The Primary Builder of Peace

“The family, based on marriage, is the primary builder of peace,” Phelan said, referencing a 2008 World Day of Peace message by Pope Benedict XVI.

“If peace is not learned in families, a lack of peace will spread.”

“In a neighborhood with strong families — strong marriages and families — you don’t need the police.”

There is a Christian understanding that a life full of grace has no need of the law, and a neighborhood that is populated by families raised in traditional values has less of a need of an external force to make them obey the law. Their hearts are ordered to Christ. (Of course, humans are fallen, and even Christian families fall short in many ways, necessitating someone — like the police — to enforce the law.)

Marriage Is God’s Creation

When asked what is the primary challenge facing families today, Phelan did not hesitate: the secularization of society.

“We all will run into troubles in our marriages,” he intoned. “There is no pain-free vocation in the world.” 

He pointed out that the secular world “simply cannot understand what marriage really is. Marriage is God’s creation.” 

But our culture cannot see the connection. “It is masked,” Phelan explained.

Couples who have a relationship with God, who see the fundamental connection and presence of their creator, “can survive any pothole,” he said.

The problem is when couples sever the understanding of marriage from God’s word.

“If we don’t understand that there’s more to this than just having a full bank account, and having career plans and having the right schools for our kids — if that’s as far as this goes — then we are set up for disappointment, failure and not knowing where to go when we are dealing with the normal challenges of marriage and family life,” Phelan said.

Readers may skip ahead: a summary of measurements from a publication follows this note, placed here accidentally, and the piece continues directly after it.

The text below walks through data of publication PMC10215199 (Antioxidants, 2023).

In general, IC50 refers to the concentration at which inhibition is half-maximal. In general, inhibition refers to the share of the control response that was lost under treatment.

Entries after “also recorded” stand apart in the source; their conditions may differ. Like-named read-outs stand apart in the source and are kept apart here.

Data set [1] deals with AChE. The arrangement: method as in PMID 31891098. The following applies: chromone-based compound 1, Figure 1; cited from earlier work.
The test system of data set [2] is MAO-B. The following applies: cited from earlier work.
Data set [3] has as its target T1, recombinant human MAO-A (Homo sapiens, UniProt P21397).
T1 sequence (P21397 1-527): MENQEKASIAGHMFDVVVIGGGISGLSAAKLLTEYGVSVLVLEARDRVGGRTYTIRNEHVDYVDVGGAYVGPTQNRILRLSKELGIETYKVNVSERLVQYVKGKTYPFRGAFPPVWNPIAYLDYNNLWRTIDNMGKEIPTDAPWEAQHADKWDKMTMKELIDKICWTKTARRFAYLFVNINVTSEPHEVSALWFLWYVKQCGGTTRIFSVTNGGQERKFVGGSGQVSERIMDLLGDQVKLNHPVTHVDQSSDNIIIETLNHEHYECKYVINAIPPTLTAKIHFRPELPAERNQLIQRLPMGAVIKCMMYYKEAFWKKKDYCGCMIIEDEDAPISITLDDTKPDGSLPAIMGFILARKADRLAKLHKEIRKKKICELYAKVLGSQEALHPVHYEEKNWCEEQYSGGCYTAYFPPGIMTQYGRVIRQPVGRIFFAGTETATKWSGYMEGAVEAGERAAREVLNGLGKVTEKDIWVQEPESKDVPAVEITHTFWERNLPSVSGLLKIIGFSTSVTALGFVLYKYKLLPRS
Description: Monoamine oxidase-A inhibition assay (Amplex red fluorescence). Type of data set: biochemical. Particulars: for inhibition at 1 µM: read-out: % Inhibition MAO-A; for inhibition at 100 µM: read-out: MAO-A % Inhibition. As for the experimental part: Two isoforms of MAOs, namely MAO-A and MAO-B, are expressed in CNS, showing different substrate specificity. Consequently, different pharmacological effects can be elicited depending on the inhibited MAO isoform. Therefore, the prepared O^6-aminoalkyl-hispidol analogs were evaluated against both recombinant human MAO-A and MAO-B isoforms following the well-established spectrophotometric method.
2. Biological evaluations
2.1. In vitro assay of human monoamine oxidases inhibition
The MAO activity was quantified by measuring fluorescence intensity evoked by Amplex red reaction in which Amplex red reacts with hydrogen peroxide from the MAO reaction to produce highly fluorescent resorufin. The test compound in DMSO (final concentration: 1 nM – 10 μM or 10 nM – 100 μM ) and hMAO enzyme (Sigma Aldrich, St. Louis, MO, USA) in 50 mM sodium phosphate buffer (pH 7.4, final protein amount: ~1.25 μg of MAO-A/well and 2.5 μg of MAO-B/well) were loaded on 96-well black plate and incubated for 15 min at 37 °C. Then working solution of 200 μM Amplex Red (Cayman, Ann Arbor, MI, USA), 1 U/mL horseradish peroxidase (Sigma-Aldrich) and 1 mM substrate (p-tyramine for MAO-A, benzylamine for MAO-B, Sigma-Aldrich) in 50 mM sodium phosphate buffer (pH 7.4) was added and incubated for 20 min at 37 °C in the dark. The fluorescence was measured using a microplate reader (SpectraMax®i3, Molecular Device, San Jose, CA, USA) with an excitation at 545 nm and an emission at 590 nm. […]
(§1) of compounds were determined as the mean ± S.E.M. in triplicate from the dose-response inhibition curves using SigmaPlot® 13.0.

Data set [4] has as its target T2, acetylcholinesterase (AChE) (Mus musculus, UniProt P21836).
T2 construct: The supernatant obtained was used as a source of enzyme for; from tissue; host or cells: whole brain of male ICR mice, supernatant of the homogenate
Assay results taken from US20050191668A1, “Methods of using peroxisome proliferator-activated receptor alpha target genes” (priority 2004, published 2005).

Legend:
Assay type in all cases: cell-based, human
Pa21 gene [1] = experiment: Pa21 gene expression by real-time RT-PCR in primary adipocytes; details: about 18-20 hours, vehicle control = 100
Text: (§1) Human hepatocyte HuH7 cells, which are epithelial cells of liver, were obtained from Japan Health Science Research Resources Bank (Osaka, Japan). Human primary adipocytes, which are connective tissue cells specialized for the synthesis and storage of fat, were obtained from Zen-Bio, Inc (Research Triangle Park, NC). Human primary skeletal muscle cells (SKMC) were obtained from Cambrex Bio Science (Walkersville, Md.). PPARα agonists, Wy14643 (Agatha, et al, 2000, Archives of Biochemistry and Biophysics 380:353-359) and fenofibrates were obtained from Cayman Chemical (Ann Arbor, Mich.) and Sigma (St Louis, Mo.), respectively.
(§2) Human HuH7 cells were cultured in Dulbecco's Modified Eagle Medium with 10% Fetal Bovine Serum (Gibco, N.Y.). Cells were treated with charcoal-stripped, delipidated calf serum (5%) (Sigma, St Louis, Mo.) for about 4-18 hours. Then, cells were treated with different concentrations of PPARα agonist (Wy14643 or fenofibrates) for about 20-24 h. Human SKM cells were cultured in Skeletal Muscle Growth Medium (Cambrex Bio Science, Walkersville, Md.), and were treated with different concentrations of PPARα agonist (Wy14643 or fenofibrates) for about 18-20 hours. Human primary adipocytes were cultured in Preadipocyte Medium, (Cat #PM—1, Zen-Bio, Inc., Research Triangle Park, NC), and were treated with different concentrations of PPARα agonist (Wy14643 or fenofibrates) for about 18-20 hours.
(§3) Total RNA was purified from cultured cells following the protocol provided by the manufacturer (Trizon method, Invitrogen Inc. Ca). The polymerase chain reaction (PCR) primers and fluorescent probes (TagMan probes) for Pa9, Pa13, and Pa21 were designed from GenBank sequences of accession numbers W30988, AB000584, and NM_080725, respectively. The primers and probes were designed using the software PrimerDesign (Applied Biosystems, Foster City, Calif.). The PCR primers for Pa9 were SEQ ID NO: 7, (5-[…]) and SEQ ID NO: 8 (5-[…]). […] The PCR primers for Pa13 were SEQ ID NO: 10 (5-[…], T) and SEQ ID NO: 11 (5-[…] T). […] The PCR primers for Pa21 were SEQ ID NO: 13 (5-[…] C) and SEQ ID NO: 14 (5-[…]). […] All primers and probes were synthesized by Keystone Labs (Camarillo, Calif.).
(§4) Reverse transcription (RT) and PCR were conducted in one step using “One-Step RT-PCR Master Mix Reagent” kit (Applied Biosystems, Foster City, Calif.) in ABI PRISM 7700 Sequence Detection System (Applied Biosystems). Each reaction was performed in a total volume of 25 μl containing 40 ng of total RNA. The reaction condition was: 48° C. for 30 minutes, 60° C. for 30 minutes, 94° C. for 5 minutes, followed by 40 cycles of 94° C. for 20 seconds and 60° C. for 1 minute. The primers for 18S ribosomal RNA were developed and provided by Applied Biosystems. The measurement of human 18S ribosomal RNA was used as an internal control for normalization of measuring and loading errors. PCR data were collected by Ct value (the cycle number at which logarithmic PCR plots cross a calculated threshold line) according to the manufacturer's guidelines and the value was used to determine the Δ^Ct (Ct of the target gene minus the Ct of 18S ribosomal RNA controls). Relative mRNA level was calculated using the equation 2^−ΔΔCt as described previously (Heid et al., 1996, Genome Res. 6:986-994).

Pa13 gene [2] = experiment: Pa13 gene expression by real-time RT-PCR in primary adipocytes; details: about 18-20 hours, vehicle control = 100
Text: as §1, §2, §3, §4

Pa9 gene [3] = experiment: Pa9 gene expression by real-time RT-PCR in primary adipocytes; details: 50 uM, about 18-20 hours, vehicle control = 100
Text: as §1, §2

“That’s the primary problem. There’s no vision for it that’s based in the creator of all of us. [He] created marriage to bless us and be the primary image of love in the world.” 

And when life does not turn out the way those living outside of Christ expected — if, for example, a child is born with disabilities — there is distress, anxiety, panic and, at the worst, divorce.

“If you learn to pray,” Phelan advised, “everything else gets ordered.”

Who Is at Fault?

Our culture is too quick to assign blame for society’s woes, but Phelan took pains to explain that those who are to blame are, in fact, Christians.

The Christian message is so good, and having a relationship with God is so transformative — so central to happiness — that it is the tragedy of the 21st century that so few people do.

As Phelan put it, a relationship with God provides the nourishment spouses need to feed each other and their children. When that kind of spiritual life is achieved, parents no longer think of promotions or raises or the great career they did or did not build.

“It’s like those things are nonsense. At the end of life, we’re going to want to know two things: Is there a God and do I have a relationship with him — and then, where am I at with all the people that God gave me to love?” he said.

Total Confusion as Couples Prepare for Marriage

When asked what he thought about couples intentionally preparing for marriage today, Phelan was quick to voice his excitement.

“There’s going to be this core that can build a culture for the future,” he said.

That positive sign that couples with strong Christian values will rebuild the culture was quite encouraging. According to Phelan, many couples undergoing marriage preparation today are miles ahead of where he and his wife were 25 years ago.

However, that does not change the fact that there are tremendous problems with plenty of couples.

“What are the problems?” He asked. “Total confusion, especially on sexuality.”

He described the cultural message that gets the reality of sex confused on a daily basis. Sexuality lies at the heart of marriages — so much so, that a married couple who does not “consummate” their marriage is considered unmarried.